Yoga Helps People With Anxiety & Depression
For many people with an anxious temperament, the tendency to feel overwhelmed, or even full-blown anxiety or depression, options for relieving this psychological distress is usually limited: take medication or seek psychotherapy. But a growing field of study is suggesting that “alternative” treatments, including yoga, might be benefit to managing symptoms of sadness or stress.
The Alternative Treatment
For many people who are dealing with depression, anxiety, or stress, yoga may be a very appealing option.
Crucially, the scientific study of yoga as a therapeutic modality has shed light on the fact that mental and physical health are not just closely allied, but are so interdependent as to amount to the same thing.
Now, as yoga takes care of both body and soul, it is proving a relatively low-risk, high-benefit approach to improving overall health.
As anyone who has attended a yoga class will know, they vary from gentle, slow-paced endeavours to strenuous and physically challenging ones. The common denominator in the classes, though, is the same: physical poses (asanas), controlled breathing practiced in conjunction with asanas; and a short period of relaxation or meditation.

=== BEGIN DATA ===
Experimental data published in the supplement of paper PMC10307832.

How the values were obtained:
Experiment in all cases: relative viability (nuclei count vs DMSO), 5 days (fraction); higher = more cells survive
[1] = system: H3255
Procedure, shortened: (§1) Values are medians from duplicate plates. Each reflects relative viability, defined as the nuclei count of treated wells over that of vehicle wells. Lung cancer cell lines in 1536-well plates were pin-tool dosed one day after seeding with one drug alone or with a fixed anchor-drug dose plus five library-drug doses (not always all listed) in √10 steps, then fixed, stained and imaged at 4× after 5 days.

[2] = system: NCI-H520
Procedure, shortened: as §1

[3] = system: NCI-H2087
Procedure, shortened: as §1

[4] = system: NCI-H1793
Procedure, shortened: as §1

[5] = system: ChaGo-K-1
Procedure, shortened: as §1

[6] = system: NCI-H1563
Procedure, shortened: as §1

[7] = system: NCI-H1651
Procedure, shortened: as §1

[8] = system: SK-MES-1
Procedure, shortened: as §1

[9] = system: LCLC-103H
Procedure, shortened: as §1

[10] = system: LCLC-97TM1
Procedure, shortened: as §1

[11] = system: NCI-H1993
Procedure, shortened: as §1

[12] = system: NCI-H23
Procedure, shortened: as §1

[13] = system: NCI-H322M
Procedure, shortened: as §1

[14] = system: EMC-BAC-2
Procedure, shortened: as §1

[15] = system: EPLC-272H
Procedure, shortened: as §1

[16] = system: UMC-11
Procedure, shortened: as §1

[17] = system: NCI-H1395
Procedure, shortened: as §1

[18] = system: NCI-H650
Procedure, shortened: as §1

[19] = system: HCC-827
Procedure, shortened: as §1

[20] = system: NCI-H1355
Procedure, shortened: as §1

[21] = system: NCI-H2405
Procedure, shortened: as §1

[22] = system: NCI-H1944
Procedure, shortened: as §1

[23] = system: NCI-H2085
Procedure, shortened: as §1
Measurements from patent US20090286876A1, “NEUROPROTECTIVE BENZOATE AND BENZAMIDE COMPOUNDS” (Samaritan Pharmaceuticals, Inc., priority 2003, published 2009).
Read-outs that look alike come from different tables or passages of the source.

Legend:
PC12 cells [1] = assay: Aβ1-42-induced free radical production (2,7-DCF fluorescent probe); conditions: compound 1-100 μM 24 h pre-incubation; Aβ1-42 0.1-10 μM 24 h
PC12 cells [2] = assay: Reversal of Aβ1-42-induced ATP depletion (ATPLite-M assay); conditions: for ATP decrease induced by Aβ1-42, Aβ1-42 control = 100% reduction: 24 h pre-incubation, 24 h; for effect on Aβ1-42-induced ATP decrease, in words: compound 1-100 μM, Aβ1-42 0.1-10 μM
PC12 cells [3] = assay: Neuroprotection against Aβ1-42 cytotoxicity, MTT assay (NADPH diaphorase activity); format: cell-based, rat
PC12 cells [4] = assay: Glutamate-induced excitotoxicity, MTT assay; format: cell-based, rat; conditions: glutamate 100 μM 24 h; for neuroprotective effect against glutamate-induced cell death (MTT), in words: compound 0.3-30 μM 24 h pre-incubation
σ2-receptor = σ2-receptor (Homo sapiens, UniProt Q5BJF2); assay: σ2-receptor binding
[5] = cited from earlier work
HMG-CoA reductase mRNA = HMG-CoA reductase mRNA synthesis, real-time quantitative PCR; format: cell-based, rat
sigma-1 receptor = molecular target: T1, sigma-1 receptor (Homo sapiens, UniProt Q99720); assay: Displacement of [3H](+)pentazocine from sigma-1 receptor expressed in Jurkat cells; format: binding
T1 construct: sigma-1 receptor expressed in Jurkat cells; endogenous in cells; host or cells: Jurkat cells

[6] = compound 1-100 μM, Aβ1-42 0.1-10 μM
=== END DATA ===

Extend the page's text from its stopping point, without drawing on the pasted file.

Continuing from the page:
Yoga And Stress
Harvard University medical school recently reported that reviews of medical studies into the effectiveness of yoga as a treatment for mental health conditions suggest that yoga can reduce the impact of “exaggerated stress responses” and may be helpful for both anxiety and depression.
It appears that doing yoga reduces our perceived stress and anxiety, which in turns tempers our stress response systems and decreases physiological arousal (the unpleasant rise in heart rate or quick breathing we associate with being stressed).
What’s more, research is beginning to shed light on how yoga works to improve our mood.
A German study published in 2005, found that women who performed 90 minutes of yoga a week reported lower levels of perceived stress, depression, and anxiety, and more energy and greater overall wellbeing than women who did not.
Although preliminary evidence suggests that the benefits of yoga for mood and mental health may be similar to that of exercise and relaxation techniques, the balance of breathing, stretching, relaxation and physical exertion offered by yoga seems uniquely positioned to offer benefits for mind, body and soul.
Try these 5 yoga poses fora good night sleep!